packed file test.txt  
built box ../filehandling with ["filehandling.go" "test.txt"]  
filehandling  

This command bundles the static file along with the binary.

After running the above command, run the program using the command workspacepath/bin/filehandling. The program will print the contents of test.txt. Now test.txt is being read from the binary.

If you doubt whether the file is served from within the binary or from disk, I suggest that you delete test.txt and run the command filehandling again. You can see that test.txt's contents are printed. Awesome :D We have successfully embedded static files to our binary.



Reading a file in small chunks

In the last section, we learnt how to load an entire file into memory. When the size of the file is extremely large it doesn't make sense to read the entire file into memory especially if you are running low on RAM. A more optimal way is to read the file in small chunks. This can be done with the help of the bufio package.

Let's write a program that reads our test.txt file in chunks of 3 bytes. Replace the contents of filehandling.go with the following,

package main

import (  
    "bufio"
    "flag"
    "fmt"
    "log"
    "os"
)

func main() {  
    fptr := flag.String("fpath", "test.txt", "file path to read from")
    flag.Parse()

    f, err := os.Open(*fptr)
    if err != nil {
        log.Fatal(err)
    }
    defer func() {
        if err = f.Close(); err != nil {
            log.Fatal(err)
        }
    }()
    r := bufio.NewReader(f)
    b := make([]byte, 3)
    for {
        _, err := r.Read(b)
        if err != nil {
            fmt.Println("Error reading file:", err)
            break
        }
        fmt.Println(string(b))
    }
}

In line no. 15 of the program above, we open the file using the path passed from the command line flag.

In line no. 19, we defer the file closing.

Line no. 24 of the program above creates a new buffered reader. In the next line, we create a byte slice of length and capacity 3 into which the bytes of the file will be read.

The Read method in line no. 27 reads up to len(b) bytes i.e up to 3 bytes and returns the number of bytes read. Once the end of file is reached, it will return a EOF error. The rest of the program is straight forward.

If we run the program above using the commands,

$]go install filehandling
$]wrkspacepath/bin/filehandling -fpath=/path-of-file/test.txt

the following will be output

Hel  
lo  
Wor  
ld.  
 We
lco  
me  
to  
fil  
e h  
and  
lin  
g i  
n G  
o.  
Error reading file: EOF  

Reading a file line by line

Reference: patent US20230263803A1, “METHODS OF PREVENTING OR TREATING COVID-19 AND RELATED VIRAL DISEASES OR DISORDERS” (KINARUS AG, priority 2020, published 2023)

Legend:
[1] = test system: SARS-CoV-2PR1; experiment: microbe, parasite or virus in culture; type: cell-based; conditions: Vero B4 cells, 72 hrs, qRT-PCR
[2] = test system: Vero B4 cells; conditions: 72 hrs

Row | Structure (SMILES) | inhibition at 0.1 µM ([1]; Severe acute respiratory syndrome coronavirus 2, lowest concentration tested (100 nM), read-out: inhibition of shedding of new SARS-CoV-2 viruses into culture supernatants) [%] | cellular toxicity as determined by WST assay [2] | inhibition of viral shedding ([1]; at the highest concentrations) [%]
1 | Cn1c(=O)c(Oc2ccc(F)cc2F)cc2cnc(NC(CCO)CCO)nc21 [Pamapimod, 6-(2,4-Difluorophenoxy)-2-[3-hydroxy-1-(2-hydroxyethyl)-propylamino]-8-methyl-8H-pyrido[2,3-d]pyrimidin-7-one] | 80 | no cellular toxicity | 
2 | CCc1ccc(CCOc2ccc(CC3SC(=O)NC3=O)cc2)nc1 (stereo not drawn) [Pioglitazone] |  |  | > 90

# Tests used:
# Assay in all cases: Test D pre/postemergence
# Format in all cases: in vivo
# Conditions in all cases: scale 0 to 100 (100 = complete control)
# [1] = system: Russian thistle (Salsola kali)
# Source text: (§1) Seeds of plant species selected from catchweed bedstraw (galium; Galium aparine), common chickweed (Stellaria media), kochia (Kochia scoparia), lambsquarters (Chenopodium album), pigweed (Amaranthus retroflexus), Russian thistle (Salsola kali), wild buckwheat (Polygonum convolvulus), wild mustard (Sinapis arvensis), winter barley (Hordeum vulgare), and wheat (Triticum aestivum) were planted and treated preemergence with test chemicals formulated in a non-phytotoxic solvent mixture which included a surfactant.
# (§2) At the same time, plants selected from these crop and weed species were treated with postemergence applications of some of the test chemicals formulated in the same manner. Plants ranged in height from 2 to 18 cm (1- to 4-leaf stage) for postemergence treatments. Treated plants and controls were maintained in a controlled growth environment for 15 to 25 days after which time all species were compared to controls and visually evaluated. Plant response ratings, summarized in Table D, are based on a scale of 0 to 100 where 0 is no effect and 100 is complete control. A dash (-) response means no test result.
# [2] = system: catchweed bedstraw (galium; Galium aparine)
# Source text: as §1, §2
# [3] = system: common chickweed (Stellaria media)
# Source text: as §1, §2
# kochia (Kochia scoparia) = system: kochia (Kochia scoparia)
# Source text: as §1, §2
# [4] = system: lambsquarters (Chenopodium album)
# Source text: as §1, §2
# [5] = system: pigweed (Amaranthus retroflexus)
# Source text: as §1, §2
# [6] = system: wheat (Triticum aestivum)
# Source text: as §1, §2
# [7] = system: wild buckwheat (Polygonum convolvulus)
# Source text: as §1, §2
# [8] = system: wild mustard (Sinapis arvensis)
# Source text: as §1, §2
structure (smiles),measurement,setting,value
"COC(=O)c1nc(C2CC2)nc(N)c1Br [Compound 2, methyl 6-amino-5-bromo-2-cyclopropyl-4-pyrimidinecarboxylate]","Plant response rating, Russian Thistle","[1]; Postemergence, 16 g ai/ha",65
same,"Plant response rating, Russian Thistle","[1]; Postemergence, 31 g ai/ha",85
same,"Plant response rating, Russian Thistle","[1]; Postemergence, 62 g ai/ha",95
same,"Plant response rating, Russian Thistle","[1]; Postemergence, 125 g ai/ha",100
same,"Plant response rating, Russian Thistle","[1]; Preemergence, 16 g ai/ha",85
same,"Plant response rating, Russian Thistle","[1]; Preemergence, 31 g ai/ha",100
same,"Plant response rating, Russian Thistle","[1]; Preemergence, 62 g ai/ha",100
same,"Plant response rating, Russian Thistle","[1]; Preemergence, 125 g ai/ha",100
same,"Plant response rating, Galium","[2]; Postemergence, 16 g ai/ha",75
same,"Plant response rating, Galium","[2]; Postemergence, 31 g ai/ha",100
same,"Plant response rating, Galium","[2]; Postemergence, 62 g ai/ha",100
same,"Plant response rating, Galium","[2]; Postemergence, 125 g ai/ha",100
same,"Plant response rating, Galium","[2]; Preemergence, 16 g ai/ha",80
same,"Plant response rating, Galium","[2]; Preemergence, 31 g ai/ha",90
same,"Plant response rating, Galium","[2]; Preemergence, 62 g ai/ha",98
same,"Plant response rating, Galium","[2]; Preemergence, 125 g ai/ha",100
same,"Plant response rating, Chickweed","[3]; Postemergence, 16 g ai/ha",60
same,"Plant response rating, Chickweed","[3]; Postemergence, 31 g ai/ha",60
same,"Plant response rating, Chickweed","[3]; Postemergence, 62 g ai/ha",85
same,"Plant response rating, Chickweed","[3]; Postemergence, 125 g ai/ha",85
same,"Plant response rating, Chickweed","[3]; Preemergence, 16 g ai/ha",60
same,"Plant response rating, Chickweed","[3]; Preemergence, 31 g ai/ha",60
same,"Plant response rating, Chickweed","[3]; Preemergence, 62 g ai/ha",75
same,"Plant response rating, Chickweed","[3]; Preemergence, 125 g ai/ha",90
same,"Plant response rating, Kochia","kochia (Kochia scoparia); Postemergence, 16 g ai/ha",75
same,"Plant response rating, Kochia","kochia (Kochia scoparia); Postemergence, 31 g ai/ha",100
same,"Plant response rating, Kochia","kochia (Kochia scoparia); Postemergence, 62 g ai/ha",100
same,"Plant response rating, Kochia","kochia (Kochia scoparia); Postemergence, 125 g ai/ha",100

In the section we will discuss how to read a file line by line using Go. This can done using the bufio package.

Please replace the contents in test.txt with the following

Hello World. Welcome to file handling in Go.  
This is the second line of the file.  
We have reached the end of the file.  

The following are the steps involved in reading a file line by line.

  1. Open the file
  2. Create a new scanner from the file
  3. Scan the file and read it line by line.

Replace the contents of filehandling.go with the following

package main

import (  
    "bufio"
    "flag"
    "fmt"
    "log"
    "os"
)

func main() {  
    fptr := flag.String("fpath", "test.txt", "file path to read from")
    flag.Parse()

    f, err := os.Open(*fptr)
    if err != nil {
        log.Fatal(err)
    }
    defer func() {
        if err = f.Close(); err != nil {
        log.Fatal(err)
    }
    }()
    s := bufio.NewScanner(f)
    for s.Scan() {
        fmt.Println(s.Text())
    }
    err = s.Err()
    if err != nil {
        log.Fatal(err)
    }
}

In line no. 15 of the program above, we open the file using the path passed from the command line flag. In line no. 24, we create a new scanner using the file. The scan() method in line no. 25 reads the next line of the file which will be available through the text() method.

After Scan returns false, the Err() method will return any error that occurred during scanning, except that if it was End of File, Err() will return nil.

If we run the program above using the commands,

$] go install filehandling
$] workspacepath/bin/filehandling -fpath=/path-of-file/test.txt

It will output

Hello World. Welcome to file handling in Go.  
This is the second line of the file.  
We have reached the end of the file.  

This brings us to an end of this tutorial. Hope you enjoyed it. Have a good day.